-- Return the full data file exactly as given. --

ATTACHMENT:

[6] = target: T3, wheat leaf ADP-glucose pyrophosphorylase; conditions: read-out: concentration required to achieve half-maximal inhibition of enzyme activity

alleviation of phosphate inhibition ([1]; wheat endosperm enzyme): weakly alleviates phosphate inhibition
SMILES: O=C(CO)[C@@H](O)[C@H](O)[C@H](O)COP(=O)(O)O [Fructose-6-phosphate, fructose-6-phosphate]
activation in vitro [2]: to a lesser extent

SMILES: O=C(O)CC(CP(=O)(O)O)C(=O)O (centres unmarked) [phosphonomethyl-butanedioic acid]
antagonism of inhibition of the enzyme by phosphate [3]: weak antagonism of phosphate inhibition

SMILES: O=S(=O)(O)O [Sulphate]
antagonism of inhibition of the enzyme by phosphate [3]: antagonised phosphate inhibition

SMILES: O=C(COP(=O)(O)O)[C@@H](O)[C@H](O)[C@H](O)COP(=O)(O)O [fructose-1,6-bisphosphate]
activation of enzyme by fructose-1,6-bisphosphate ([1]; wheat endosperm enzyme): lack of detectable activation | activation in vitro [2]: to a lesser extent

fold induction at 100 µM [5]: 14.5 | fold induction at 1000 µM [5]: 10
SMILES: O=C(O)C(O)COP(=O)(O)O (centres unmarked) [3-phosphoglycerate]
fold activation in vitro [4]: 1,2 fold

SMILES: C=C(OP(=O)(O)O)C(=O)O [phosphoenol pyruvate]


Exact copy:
[6] = target: T3, wheat leaf ADP-glucose pyrophosphorylase; conditions: read-out: concentration required to achieve half-maximal inhibition of enzyme activity

alleviation of phosphate inhibition ([1]; wheat endosperm enzyme): weakly alleviates phosphate inhibition
SMILES: O=C(CO)[C@@H](O)[C@H](O)[C@H](O)COP(=O)(O)O [Fructose-6-phosphate, fructose-6-phosphate]
activation in vitro [2]: to a lesser extent

SMILES: O=C(O)CC(CP(=O)(O)O)C(=O)O (centres unmarked) [phosphonomethyl-butanedioic acid]
antagonism of inhibition of the enzyme by phosphate [3]: weak antagonism of phosphate inhibition

SMILES: O=S(=O)(O)O [Sulphate]
antagonism of inhibition of the enzyme by phosphate [3]: antagonised phosphate inhibition

SMILES: O=C(COP(=O)(O)O)[C@@H](O)[C@H](O)[C@H](O)COP(=O)(O)O [fructose-1,6-bisphosphate]
activation of enzyme by fructose-1,6-bisphosphate ([1]; wheat endosperm enzyme): lack of detectable activation | activation in vitro [2]: to a lesser extent

fold induction at 100 µM [5]: 14.5 | fold induction at 1000 µM [5]: 10
SMILES: O=C(O)C(O)COP(=O)(O)O (centres unmarked) [3-phosphoglycerate]
fold activation in vitro [4]: 1,2 fold

SMILES: C=C(OP(=O)(O)O)C(=O)O [phosphoenol pyruvate]